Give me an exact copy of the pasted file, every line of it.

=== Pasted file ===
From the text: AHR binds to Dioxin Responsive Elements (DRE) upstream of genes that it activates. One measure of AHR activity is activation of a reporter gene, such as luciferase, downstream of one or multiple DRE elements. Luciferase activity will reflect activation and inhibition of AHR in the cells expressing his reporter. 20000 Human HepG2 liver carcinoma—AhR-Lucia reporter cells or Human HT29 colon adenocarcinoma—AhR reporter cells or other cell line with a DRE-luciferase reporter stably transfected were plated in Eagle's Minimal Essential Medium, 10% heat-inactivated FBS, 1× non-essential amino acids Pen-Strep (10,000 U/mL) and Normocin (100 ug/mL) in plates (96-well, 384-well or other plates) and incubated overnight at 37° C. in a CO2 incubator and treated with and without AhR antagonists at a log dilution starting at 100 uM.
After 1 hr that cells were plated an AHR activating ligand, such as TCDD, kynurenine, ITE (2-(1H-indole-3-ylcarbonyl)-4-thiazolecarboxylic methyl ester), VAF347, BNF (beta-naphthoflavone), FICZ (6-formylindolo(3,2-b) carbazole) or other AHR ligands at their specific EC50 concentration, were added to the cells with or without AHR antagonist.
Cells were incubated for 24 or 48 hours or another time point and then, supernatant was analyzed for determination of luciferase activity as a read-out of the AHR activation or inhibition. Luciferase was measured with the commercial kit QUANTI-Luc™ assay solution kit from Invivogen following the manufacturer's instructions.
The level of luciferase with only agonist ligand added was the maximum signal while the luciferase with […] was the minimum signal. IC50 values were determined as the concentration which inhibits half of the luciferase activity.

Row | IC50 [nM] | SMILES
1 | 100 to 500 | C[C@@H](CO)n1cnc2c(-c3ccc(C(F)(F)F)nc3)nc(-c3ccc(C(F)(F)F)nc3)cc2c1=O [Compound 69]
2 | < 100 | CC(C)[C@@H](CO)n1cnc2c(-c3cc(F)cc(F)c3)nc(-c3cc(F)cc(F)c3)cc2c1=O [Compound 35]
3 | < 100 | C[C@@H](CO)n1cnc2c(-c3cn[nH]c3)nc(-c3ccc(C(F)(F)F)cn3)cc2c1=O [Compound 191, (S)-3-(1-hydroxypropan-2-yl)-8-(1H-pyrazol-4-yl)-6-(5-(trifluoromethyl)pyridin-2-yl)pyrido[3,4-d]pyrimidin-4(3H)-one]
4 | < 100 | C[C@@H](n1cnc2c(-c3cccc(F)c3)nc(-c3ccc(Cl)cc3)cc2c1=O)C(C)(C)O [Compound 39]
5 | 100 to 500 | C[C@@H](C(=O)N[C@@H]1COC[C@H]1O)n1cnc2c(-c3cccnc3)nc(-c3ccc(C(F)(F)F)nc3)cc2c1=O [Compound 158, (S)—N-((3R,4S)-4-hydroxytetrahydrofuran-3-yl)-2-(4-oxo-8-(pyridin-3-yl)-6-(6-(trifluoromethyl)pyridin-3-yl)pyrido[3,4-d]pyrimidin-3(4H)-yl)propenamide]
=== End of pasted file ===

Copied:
From the text: AHR binds to Dioxin Responsive Elements (DRE) upstream of genes that it activates. One measure of AHR activity is activation of a reporter gene, such as luciferase, downstream of one or multiple DRE elements. Luciferase activity will reflect activation and inhibition of AHR in the cells expressing his reporter. 20000 Human HepG2 liver carcinoma—AhR-Lucia reporter cells or Human HT29 colon adenocarcinoma—AhR reporter cells or other cell line with a DRE-luciferase reporter stably transfected were plated in Eagle's Minimal Essential Medium, 10% heat-inactivated FBS, 1× non-essential amino acids Pen-Strep (10,000 U/mL) and Normocin (100 ug/mL) in plates (96-well, 384-well or other plates) and incubated overnight at 37° C. in a CO2 incubator and treated with and without AhR antagonists at a log dilution starting at 100 uM.
After 1 hr that cells were plated an AHR activating ligand, such as TCDD, kynurenine, ITE (2-(1H-indole-3-ylcarbonyl)-4-thiazolecarboxylic methyl ester), VAF347, BNF (beta-naphthoflavone), FICZ (6-formylindolo(3,2-b) carbazole) or other AHR ligands at their specific EC50 concentration, were added to the cells with or without AHR antagonist.
Cells were incubated for 24 or 48 hours or another time point and then, supernatant was analyzed for determination of luciferase activity as a read-out of the AHR activation or inhibition. Luciferase was measured with the commercial kit QUANTI-Luc™ assay solution kit from Invivogen following the manufacturer's instructions.
The level of luciferase with only agonist ligand added was the maximum signal while the luciferase with […] was the minimum signal. IC50 values were determined as the concentration which inhibits half of the luciferase activity.

Row | IC50 [nM] | SMILES
1 | 100 to 500 | C[C@@H](CO)n1cnc2c(-c3ccc(C(F)(F)F)nc3)nc(-c3ccc(C(F)(F)F)nc3)cc2c1=O [Compound 69]
2 | < 100 | CC(C)[C@@H](CO)n1cnc2c(-c3cc(F)cc(F)c3)nc(-c3cc(F)cc(F)c3)cc2c1=O [Compound 35]
3 | < 100 | C[C@@H](CO)n1cnc2c(-c3cn[nH]c3)nc(-c3ccc(C(F)(F)F)cn3)cc2c1=O [Compound 191, (S)-3-(1-hydroxypropan-2-yl)-8-(1H-pyrazol-4-yl)-6-(5-(trifluoromethyl)pyridin-2-yl)pyrido[3,4-d]pyrimidin-4(3H)-one]
4 | < 100 | C[C@@H](n1cnc2c(-c3cccc(F)c3)nc(-c3ccc(Cl)cc3)cc2c1=O)C(C)(C)O [Compound 39]
5 | 100 to 500 | C[C@@H](C(=O)N[C@@H]1COC[C@H]1O)n1cnc2c(-c3cccnc3)nc(-c3ccc(C(F)(F)F)nc3)cc2c1=O [Compound 158, (S)—N-((3R,4S)-4-hydroxytetrahydrofuran-3-yl)-2-(4-oxo-8-(pyridin-3-yl)-6-(6-(trifluoromethyl)pyridin-3-yl)pyrido[3,4-d]pyrimidin-3(4H)-yl)propenamide]